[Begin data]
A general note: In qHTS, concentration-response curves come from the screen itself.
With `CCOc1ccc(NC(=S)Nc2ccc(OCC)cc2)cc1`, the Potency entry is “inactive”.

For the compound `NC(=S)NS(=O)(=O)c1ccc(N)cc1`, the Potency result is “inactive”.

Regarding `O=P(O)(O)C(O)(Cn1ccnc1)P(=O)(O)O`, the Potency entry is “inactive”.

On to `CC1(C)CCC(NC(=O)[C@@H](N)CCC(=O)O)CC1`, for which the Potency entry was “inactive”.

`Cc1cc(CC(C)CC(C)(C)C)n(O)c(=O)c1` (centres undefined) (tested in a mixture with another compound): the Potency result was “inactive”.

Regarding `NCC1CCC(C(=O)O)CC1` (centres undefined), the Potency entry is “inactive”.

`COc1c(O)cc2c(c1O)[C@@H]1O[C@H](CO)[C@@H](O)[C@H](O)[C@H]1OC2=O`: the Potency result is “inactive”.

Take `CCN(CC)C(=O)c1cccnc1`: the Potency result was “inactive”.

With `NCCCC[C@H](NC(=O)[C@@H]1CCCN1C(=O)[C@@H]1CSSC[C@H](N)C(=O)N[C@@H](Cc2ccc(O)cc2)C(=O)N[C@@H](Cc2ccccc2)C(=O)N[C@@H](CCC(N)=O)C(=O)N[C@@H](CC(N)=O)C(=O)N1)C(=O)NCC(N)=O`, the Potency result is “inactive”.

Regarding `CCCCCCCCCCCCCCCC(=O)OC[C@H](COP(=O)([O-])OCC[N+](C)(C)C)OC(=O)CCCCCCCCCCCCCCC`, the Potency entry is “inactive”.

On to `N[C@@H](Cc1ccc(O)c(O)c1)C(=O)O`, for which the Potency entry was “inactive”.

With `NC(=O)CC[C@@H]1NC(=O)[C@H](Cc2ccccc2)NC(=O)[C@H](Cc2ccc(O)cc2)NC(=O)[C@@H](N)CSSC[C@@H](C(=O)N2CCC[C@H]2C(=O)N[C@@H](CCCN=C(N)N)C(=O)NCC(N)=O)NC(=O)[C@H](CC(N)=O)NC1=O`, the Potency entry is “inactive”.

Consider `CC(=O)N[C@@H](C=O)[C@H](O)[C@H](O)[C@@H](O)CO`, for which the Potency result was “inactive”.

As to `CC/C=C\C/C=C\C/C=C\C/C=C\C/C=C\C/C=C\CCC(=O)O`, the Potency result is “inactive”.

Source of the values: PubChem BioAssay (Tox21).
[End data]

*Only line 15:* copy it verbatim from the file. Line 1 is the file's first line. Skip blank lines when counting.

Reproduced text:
As to `CC/C=C\C/C=C\C/C=C\C/C=C\C/C=C\C/C=C\CCC(=O)O`, the Potency result is “inactive”.